The decent or vital living wage is one that enables the worker and their family to live decently. It must cover food, health, education, clothing and transport costs as well as savings and leisure. There is no universal standard. In the vast majority of countries, including western countries, the living wage is considered decent when it is above the legal minimum wage.
Certain NGOs such as Asia Floor Wage and the Living Wage Foundation, which are recognised for their expertise on this issue, have set a few decent living wage standards based on their own methodology, of which these are a few examples:
China: minimum wage = €260 / decent living wage = 517€
Bangladesh: minimum wage = €61 / decent living wage = 336€
Since 2017, the minimum wage in Bangladesh has increased to each €85 in January 2019
Great Britain:minimum wage = £7.83 / decent living wage = £9
What is DECATHLON doing?
DECATHLON checks that its suppliers, whatever country they are in, pay a living wage that is greater or equal to the national or local minimum legal wage in the sector or the collective bargaining agreement, and at the hourly and monthly level.
DECATHLON also checks that all the benefits satisfying essential needs such as social security, paid holiday, leave for health or family reasons, which are set out in local Law, are properly complied with.
If complementary benefits (and non-compulsory under the law) are put in place by the employer in agreement with the personnel (ex: health insurance, bonuses, shareholding), DECATHLON checks their implementation during their social responsibility audits.
The wage must be paid directly to the employee. Any disciplinary measure in the form of deductions is strictly prohibited.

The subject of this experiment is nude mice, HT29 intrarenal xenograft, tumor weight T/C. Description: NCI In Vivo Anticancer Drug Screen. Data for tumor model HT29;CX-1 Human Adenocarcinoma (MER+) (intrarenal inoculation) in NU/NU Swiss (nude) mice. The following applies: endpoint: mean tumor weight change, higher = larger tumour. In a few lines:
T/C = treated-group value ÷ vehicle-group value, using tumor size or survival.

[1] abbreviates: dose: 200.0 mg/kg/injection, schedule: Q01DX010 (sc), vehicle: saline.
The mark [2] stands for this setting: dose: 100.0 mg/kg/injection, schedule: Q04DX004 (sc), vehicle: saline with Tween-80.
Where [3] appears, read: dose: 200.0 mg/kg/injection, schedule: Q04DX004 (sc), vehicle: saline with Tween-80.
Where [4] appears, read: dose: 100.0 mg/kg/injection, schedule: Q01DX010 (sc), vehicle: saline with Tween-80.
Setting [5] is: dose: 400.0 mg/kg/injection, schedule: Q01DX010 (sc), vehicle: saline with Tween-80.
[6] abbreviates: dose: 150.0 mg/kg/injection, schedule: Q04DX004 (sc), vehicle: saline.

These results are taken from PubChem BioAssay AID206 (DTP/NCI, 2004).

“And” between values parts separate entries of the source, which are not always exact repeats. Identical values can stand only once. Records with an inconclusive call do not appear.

What are the working conditions at your suppliers?
At the end of 2018, our products were made in 47 countries, where national standards and regulations in force for health and safety, employment law and environmental impacts vary and where the challenges identified by the intergovernmental organisations(International Labour Organisation, OCDE…) are taken into account.
In this context, our responsibility is to ensure – thanks to our teams on the ground and to our regular audits – that the working conditions comply with the regulations and requirements of our Conduct of Code, whatever the manufacturing location, with regards to the following issues:
-human rights: living wage, child labour, forced labour, freedom of association, discrimination, etc.
-health and safety: chemical hazards prevention, fire safety, working environment, building safety, workstation safety, and if provided people’s housing and transport etc…
-respect for the environment: prevent direct pollution (water, air, soil) around our manufacturing sites.
-corruption: we adopt a zero tolerance approach with regards to corruption and insider influence.